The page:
Organic Timur wild pepper
Organic Timur wild pepper
Previous keyboard_arrow_left
Next keyboard_arrow_right
Organic Timur wild pepper
Organic Timur wild pepper

Organic Timur wild pepper



Often called Timut, it is called Timur in Nepal where we find its origin. This organic pepper harvested wild in the mountains of Nepal develops powerful flavors of grapefruit and exotic flowers.

Its incredible flavor will add remarkable touches to seafood, salads, Asian dishes, chicken, but also desserts and chocolate!

  • Net weight : 45g
  • Usage : Fish, Seafood, Desserts, Pastries, Fruits
  • Label : Organic Agriculture


Plant & perfume

This fine and delicious pepper has a spiciness similar to that of Sichuan pepper but much less powerful. Its very particular sensory characteristic with a taste of grapefruit and candied lemon which comes just after the small, slightly spicy notes.

Also called Timut pepper, Timur pepper (Zanthoxylum armatum) is a shrub tree 5 to 6m high that will give berries that strangely resemble tiny kaffir lime. The berry once dried opens in a small lobe revealing the seed. Only the seed coat is kept.

These grapefruit and lemon fragrances are due to a very simple reason: the genus Zanthoxylum belongs to the large family Rutaceae. And the Rutaceaes are simply the citrus family!

Organic Timur wild pepper Max Daumin - History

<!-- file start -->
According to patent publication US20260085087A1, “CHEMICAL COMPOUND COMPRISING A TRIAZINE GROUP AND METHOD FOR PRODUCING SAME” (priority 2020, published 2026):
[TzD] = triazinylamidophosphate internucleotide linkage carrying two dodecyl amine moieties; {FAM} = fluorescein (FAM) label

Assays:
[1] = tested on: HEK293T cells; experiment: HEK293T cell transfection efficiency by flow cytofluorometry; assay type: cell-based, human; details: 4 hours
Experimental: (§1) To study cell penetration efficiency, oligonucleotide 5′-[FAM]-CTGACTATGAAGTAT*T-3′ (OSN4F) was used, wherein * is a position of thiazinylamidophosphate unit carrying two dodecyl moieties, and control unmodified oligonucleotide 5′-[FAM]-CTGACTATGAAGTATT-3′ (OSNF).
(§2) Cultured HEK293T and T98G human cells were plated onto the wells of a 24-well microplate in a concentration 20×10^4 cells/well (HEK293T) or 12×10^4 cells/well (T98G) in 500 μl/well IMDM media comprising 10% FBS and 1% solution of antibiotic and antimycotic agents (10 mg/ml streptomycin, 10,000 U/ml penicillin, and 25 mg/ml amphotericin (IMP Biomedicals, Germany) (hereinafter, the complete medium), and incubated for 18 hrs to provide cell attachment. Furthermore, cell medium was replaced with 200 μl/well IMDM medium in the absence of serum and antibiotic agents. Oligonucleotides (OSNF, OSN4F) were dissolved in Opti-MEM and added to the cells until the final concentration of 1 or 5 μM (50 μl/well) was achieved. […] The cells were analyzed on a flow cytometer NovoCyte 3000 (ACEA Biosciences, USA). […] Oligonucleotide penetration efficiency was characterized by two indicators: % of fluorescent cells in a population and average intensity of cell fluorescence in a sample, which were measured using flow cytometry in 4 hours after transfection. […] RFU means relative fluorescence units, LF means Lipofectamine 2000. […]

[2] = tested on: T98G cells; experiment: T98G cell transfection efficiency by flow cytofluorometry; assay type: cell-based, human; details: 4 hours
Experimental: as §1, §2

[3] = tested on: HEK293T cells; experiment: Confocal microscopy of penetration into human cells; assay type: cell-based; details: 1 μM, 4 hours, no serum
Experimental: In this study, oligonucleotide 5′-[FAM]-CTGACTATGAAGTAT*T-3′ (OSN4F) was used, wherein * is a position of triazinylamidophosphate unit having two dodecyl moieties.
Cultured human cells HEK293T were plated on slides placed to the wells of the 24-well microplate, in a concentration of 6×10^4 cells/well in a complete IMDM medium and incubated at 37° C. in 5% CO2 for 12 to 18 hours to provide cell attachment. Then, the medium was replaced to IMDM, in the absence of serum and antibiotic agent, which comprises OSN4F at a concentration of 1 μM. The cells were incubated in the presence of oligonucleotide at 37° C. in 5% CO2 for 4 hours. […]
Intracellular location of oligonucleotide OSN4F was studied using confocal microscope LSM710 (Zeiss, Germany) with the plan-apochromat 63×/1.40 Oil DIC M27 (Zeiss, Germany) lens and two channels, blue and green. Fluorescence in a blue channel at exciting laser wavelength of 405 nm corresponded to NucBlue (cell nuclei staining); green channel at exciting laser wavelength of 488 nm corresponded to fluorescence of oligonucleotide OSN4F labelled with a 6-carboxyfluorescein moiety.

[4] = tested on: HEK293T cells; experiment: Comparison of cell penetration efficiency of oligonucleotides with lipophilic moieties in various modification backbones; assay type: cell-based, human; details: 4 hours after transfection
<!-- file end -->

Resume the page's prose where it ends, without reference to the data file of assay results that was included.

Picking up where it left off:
Organic Timur wild pepper Max Daumin - Benefits


Cooking and Virtue

Timur pepper works great when used to season green vegetables as well as in any dish that requires an exotic, citrusy edge.

In more detail the bay of timut is made for fish, crustaceans, shellfish. Its plampemous citrus notes will perfectly enhance your seafood-based recipes. This pepper easily enhances a fruit salad and will find its place on white meat. It enhances sauces, soups and stews very well. Find recipes with timut pepper in our grimoire.

It also works very well in the sweet chapter: with compotes, jams, cakes, biscuits, chocolates, panna cotta, creams, fruit salads, etc…


A long journey

With the development of peppers over the past twenty years, the appearance of Sichuan pepper (used in China) in Europe has encouraged interest in berries belonging to the genus Zanthoxylum such as Sancho berry or Timut Bay.

Nevertheless it was classified and "discovered" in 1824 by the botanist Augustin Pyramus de Candolle.In Nepal, its origin, it has been used for centuries in the kitchen, especially in their chutneys .

Organic Timur wild pepper Max Daumin - Origins